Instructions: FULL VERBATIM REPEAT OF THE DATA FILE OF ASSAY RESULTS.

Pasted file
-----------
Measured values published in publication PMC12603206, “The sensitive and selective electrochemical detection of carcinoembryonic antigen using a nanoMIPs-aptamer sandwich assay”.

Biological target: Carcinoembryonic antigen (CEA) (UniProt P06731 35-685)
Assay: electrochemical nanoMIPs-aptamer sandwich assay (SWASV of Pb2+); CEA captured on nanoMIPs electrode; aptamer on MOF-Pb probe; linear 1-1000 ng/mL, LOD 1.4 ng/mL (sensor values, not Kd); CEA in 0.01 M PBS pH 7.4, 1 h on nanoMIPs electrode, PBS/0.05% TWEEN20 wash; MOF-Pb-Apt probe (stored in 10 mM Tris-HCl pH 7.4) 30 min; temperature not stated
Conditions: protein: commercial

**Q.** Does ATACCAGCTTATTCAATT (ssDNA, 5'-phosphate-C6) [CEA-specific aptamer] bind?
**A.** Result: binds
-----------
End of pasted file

Measured values published in publication PMC12603206, “The sensitive and selective electrochemical detection of carcinoembryonic antigen using a nanoMIPs-aptamer sandwich assay”.

Biological target: Carcinoembryonic antigen (CEA) (UniProt P06731 35-685)
Assay: electrochemical nanoMIPs-aptamer sandwich assay (SWASV of Pb2+); CEA captured on nanoMIPs electrode; aptamer on MOF-Pb probe; linear 1-1000 ng/mL, LOD 1.4 ng/mL (sensor values, not Kd); CEA in 0.01 M PBS pH 7.4, 1 h on nanoMIPs electrode, PBS/0.05% TWEEN20 wash; MOF-Pb-Apt probe (stored in 10 mM Tris-HCl pH 7.4) 30 min; temperature not stated
Conditions: protein: commercial

**Q.** Does ATACCAGCTTATTCAATT (ssDNA, 5'-phosphate-C6) [CEA-specific aptamer] bind?
**A.** Result: binds